After receiving her law degree, Goins joined the law firm of Fine, Jacobson, Schwartz, Nash, Block & England as an associate in the area of commercial and civil litigation. In 1992, she joined BellSouth Telecommunications as a General Attorney. Goins played a major role in the successful design and implementation of the 678 area code and mandatory ten digit dialing. She also co-authored an article on the Family and Medical Leave Act which was published in the October 1996 issue of the Georgia Bar Journal.

Goins continued her career at BellSouth in the roles of General Attorney and Vice President of Diversity at Cingular Wireless, a division of BellSouth, until May 2003 when she joined the Home Depot Corporation in Atlanta, Georgia as Chief Diversity Officer. Her primary responsibilities as Chief Diversity Officer include creating and implementing global company wide diversity and inclusion initiatives. Some of Goins’ key accomplishments include developing a corporate inclusion council charged with leveraging diversity as a competitive advantage, and the implementation of domestic partner benefits.

Goins is a member of the Home Depot Foundation, the Florida and Georgia Bar Associations and the National and American Bar Associations. She is active in the United Way of America, the NAACP and the Georgia Council of Child Abuse. In 2004, she was named Woman of the Year by Women Looking Ahead magazine.

Goins was interviewed by The HistoryMakers on March 26, 2007.

Accession Number

A2007.110

Sex

Female

Interview Date

3/26/2007

Last Name

Goins

Maker Category
Middle Name

Johnson

Occupation
Schools

St. Stephen's Episcopal Day School

Ransom Everglades School

Stanford University

University of Pennsylvania Law School

Mercer University Eugene W. Stetson School of Business and Economics

First Name

Gloria

Birth City, State, Country

Miami

HM ID

GOI01

Favorite Season

Christmas

State

Florida

Favorite Vacation Destination

Beaches

Favorite Quote

To Whom Much Is Given, Much Is Required.

Bio Photo
Speakers Bureau Region State

Georgia

Birth Date

4/17/1963

Birth Place Term
Speakers Bureau Region City

Atlanta

Country

United States

Favorite Food

Chocolate

Short Description

Corporate lawyer Gloria Johnson Goins (1963 - ) served as a general attorney at BellSouth Telecommunications, where she played a major role in the implementation of the 678 area code and mandatory ten digit dialing. She also served as vice president of diversity at Cingular Wireless, before she joined the Home Depot Corporation in Atlanta, Georgia as its chief diversity officer.

Employment

The Home Depot, Inc.

Cingular Wireless LLC

Fine, Jacobson, Schwartz, Nash, Block, and England

Adorno and Zeder

BellSouth Telecommunications, Inc.

Favorite Color

Red

Timing Pairs
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DAStories

Tape: 1 Story: 1 - Slating of Gloria Johnson Goins' interview

Tape: 1 Story: 2 - Gloria Johnson Goins lists her favorites

Tape: 1 Story: 3 - Gloria Johnson Goins describes her mother's family background

Tape: 1 Story: 4 - Gloria Johnson Goins talks about her mother's childhood

Tape: 1 Story: 5 - Gloria Johnson Goins describes her father's family background

Tape: 1 Story: 6 - Gloria Johnson Goins remembers her parents' occupations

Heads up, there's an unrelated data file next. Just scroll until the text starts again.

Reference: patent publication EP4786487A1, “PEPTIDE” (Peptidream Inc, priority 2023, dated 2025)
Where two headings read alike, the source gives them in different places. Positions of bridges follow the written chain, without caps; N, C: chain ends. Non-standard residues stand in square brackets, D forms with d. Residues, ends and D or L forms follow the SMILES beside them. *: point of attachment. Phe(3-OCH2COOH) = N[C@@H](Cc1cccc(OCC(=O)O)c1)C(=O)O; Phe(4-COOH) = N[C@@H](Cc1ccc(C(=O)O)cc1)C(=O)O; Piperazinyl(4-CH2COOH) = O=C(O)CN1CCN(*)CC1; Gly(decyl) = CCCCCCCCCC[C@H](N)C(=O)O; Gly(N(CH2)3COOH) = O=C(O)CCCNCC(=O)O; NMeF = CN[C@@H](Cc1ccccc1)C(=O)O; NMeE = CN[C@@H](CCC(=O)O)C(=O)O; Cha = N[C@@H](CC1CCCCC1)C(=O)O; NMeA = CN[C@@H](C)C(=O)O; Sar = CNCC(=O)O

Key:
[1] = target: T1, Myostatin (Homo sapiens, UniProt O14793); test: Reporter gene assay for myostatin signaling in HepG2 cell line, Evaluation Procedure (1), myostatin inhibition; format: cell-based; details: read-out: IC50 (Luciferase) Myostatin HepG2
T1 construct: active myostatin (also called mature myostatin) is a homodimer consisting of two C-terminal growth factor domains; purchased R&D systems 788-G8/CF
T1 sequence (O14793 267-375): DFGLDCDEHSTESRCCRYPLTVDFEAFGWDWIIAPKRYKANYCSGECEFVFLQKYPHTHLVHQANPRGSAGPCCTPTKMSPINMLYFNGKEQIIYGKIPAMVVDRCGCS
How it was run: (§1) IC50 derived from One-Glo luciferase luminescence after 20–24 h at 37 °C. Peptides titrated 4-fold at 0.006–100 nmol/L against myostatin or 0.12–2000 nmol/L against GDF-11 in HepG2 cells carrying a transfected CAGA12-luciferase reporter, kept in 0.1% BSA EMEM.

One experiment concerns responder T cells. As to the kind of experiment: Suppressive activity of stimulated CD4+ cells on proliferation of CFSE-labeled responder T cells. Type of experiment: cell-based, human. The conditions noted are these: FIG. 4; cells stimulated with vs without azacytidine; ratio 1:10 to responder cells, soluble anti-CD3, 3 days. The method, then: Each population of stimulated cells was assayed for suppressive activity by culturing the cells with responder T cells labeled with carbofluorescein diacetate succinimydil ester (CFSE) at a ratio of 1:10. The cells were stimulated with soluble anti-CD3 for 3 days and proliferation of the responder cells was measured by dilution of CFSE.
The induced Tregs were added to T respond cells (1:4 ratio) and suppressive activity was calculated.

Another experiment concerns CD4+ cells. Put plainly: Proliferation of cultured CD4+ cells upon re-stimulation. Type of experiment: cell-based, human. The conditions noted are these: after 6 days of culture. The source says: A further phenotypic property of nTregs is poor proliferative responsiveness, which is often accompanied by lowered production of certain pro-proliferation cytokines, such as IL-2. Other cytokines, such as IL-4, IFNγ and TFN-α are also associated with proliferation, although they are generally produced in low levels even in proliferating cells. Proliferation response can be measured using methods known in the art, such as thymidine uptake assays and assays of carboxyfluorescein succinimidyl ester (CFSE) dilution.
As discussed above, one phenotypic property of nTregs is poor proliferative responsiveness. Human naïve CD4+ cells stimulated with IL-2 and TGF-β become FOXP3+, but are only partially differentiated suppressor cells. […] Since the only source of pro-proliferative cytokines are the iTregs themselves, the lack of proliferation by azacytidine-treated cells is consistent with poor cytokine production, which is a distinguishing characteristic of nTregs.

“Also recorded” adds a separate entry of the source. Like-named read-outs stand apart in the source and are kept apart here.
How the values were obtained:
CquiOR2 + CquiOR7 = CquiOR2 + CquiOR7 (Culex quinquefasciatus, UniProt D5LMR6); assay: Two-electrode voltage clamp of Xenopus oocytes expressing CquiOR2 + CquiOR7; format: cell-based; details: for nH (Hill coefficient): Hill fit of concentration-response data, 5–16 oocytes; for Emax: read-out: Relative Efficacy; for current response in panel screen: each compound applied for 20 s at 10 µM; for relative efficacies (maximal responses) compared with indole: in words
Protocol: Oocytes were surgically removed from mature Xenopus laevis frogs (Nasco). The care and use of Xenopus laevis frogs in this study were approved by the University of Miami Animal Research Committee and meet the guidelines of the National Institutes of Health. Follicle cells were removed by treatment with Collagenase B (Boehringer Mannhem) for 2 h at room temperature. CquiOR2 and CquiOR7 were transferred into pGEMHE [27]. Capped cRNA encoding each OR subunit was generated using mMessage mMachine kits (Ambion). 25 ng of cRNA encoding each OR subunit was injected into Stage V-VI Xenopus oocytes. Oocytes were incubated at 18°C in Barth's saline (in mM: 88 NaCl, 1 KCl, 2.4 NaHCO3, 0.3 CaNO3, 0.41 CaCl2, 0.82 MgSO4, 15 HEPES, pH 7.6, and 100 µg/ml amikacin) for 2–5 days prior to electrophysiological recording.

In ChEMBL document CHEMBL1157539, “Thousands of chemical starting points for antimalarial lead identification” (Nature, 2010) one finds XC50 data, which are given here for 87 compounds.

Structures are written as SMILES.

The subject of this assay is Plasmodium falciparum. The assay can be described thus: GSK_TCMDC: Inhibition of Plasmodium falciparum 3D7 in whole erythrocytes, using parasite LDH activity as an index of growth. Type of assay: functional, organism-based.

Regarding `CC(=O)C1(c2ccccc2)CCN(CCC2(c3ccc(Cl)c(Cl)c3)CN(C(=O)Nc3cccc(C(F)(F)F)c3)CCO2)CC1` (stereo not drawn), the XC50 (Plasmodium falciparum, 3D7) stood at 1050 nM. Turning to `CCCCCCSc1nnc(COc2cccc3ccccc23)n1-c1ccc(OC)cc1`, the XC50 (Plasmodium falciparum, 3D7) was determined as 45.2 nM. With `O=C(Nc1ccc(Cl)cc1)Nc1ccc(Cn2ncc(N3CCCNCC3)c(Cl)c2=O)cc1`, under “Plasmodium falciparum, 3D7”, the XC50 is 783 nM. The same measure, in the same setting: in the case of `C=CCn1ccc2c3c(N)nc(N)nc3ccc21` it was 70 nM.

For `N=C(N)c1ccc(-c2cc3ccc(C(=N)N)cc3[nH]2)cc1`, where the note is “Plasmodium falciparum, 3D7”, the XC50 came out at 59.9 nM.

Tape: 1 Story: 7 - Gloria Johnson Goins describes how her parents met

Tape: 1 Story: 8 - Gloria Johnson Goins talks about her parents' marriage

Tape: 1 Story: 9 - Gloria Johnson Goins describes her earliest childhood memory

Tape: 1 Story: 10 - Gloria Johnson Goins describes the sights, sounds and smells of her childhood

Tape: 1 Story: 11 - Gloria Johnson Goins remembers the Overtown neighborhood of Miami, Florida

Tape: 1 Story: 12 - Gloria Johnson Goins recalls her early education

Tape: 1 Story: 13 - Gloria Johnson Goins recalls her early influences

Tape: 1 Story: 14 - Gloria Johnson Goins remembers her extracurricular activities

Tape: 1 Story: 15 - Gloria Johnson Goins describes her family's Bahamian traditions

Tape: 1 Story: 16 - Gloria Johnson Goins remembers visiting the Bahamas as a child

Tape: 2 Story: 1 - Gloria Johnson Goins talks about the early influence of religion

Tape: 2 Story: 2 - Gloria Johnson Goins describes her relationship with her mother

Tape: 2 Story: 3 - Gloria Johnson Goins describes her relationship with her father

Tape: 2 Story: 4 - Gloria Johnson Goins remembers the Ransom Everglades School in Miami, Florida

Tape: 2 Story: 5 - Gloria Johnson Goins recalls her activities at the Ransom Everglades School

Tape: 2 Story: 6 - Gloria Johnson Goins remembers her high school prom

Tape: 2 Story: 7 - Gloria Johnson Goins talks about her family's economic status

Tape: 2 Story: 8 - Gloria Johnson Goins talks about the Cuban community in Miami, Florida

Tape: 2 Story: 9 - Gloria Johnson Goins recalls her mentor at the Ransom Everglades School

Tape: 2 Story: 10 - Gloria Johnson Goins recalls her transition to Stanford University

Tape: 3 Story: 1 - Gloria Johnson Goins remembers her first experience of an earthquake

Tape: 3 Story: 2 - Gloria Johnson Goins describes the black community at Stanford University

Tape: 3 Story: 3 - Gloria Johnson Goins recalls joining the Delta Sigma Theta Sorority

Tape: 3 Story: 4 - Gloria Johnson Goins describes her undergraduate honors thesis

Tape: 3 Story: 5 - Gloria Johnson Goins describes her decision to major in psychology at Stanford University

Tape: 3 Story: 6 - Gloria Johnson Goins recalls her preparation for law school

Tape: 3 Story: 7 - Gloria Johnson Goins recalls her first impression of the University of Pennsylvania Law School in Philadelphia, Pennsylvania

Tape: 3 Story: 8 - Gloria Johnson Goins recalls her first law internship

Tape: 3 Story: 9 - Gloria Johnson Goins describes the demographics of the University of Pennsylvania Law School